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Sunday, 26 January 2014


Cashews are not nuts (according to botanical definition, they are a mixture of seeds and legumes). They are a close relative of mangos, pistachios, poison ivy and poison oak.

Originally native to northeastern Brazil, the cashew tree is now widely grown in tropical regions. Vietnam is the world's leading exporter, followed by Nigeria and India.

Most cashew trees start bearing fruit in the third or fourth year, and are likely to reach their mature yield by the seventh year if conditions are favorable.

The largest cashew tree in the world was planted by a fisherman in Brazil. It covers an area of around 8,400 square metres (2.0 acres) and is the size of 70 normally sized cashew trees.  It financially supports upwards of 1500 people.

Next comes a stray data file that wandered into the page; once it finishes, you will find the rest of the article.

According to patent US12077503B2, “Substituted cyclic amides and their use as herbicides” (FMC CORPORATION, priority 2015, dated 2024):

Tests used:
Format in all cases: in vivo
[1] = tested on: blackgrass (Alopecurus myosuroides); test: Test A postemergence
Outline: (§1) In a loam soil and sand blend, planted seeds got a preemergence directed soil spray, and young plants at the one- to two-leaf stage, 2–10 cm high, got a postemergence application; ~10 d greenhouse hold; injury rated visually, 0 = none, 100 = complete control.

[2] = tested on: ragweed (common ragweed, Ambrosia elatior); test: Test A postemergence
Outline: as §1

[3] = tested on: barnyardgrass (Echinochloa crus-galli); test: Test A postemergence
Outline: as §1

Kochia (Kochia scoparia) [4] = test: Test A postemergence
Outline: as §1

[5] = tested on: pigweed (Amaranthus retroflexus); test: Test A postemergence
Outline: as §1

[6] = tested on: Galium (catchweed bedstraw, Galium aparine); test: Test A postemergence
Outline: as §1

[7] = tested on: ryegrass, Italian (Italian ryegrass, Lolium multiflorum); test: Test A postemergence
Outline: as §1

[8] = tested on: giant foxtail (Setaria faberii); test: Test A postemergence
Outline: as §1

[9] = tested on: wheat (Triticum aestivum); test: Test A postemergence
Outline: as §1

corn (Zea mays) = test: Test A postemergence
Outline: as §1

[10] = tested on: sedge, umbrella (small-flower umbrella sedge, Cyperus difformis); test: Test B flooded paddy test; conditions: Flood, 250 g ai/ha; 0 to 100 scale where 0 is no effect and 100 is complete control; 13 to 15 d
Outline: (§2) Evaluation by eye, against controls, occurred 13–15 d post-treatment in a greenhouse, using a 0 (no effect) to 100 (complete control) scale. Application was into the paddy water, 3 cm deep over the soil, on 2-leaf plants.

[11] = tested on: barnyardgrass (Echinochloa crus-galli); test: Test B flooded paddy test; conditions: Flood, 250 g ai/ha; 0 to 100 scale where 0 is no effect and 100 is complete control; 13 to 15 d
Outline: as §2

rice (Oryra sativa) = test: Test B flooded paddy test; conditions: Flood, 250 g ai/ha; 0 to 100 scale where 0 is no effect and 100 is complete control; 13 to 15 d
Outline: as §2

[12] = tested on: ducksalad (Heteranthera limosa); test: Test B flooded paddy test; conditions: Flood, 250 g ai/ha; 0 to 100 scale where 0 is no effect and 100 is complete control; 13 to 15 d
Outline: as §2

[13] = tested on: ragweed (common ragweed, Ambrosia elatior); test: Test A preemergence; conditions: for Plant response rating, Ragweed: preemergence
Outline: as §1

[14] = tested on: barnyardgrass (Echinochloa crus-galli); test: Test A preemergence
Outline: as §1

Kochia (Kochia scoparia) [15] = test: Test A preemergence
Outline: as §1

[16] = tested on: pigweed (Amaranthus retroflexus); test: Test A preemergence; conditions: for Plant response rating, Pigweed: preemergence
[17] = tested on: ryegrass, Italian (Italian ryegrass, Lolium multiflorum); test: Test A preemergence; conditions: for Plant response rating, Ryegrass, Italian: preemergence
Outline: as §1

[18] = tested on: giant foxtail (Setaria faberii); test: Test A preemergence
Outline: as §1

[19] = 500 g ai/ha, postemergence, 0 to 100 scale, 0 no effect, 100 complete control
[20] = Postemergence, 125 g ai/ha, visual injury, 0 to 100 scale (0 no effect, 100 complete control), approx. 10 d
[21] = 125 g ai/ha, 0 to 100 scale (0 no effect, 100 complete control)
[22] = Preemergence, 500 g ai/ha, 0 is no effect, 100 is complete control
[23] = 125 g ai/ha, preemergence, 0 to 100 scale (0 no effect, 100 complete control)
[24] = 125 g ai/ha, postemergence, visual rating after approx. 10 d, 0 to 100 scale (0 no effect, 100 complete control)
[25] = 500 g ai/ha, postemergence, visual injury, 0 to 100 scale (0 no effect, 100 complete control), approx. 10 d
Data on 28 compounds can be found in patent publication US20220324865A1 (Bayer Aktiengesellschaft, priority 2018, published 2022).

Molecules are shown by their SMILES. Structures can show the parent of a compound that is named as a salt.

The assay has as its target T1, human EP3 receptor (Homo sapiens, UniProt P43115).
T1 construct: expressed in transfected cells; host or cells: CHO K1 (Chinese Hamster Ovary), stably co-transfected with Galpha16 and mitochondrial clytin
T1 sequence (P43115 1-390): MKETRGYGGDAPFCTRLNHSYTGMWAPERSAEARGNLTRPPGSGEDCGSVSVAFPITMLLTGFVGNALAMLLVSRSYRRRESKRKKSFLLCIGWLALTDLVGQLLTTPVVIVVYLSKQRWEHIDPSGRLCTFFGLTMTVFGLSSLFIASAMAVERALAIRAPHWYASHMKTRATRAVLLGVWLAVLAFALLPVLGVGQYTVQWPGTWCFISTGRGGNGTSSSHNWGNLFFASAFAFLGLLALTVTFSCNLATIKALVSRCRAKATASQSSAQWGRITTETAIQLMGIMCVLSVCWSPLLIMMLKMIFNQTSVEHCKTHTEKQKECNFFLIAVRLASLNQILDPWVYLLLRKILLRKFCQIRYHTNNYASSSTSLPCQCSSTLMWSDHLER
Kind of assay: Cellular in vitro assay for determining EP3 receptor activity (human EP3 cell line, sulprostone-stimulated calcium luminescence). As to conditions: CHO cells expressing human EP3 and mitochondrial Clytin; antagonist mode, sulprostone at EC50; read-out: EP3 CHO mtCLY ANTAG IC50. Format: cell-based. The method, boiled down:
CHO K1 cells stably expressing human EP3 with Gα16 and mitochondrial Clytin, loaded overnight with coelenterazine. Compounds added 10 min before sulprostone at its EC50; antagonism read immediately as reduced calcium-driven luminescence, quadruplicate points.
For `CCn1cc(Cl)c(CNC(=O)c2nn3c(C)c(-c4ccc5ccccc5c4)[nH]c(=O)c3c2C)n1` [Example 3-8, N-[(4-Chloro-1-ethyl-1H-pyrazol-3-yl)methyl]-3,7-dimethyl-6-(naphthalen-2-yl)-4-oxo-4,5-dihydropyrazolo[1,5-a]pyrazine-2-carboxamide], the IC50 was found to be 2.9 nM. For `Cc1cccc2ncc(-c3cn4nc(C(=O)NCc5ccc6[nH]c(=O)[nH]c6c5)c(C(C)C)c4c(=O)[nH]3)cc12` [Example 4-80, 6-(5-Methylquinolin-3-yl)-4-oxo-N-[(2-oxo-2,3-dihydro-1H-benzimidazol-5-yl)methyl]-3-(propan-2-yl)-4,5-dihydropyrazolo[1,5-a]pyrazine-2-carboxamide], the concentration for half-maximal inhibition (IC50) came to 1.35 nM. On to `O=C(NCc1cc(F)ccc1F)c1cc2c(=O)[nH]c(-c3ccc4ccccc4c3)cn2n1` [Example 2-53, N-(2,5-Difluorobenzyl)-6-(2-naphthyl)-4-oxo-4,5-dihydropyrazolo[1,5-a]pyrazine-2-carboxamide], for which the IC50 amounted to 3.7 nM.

The tree gets its size from two genetic issues, which allow branches to grow outwards instead of upwards, taking new roots when touching the ground.

Cashews are always sold without their shells because the shell contains an oil that can cause a rash similar to poison ivy.

Cashews are hard to harvest because their shells are poisonous to the touch.

The shell of the cashew nut yields derivatives that can be used in many applications from lubricants to paints.


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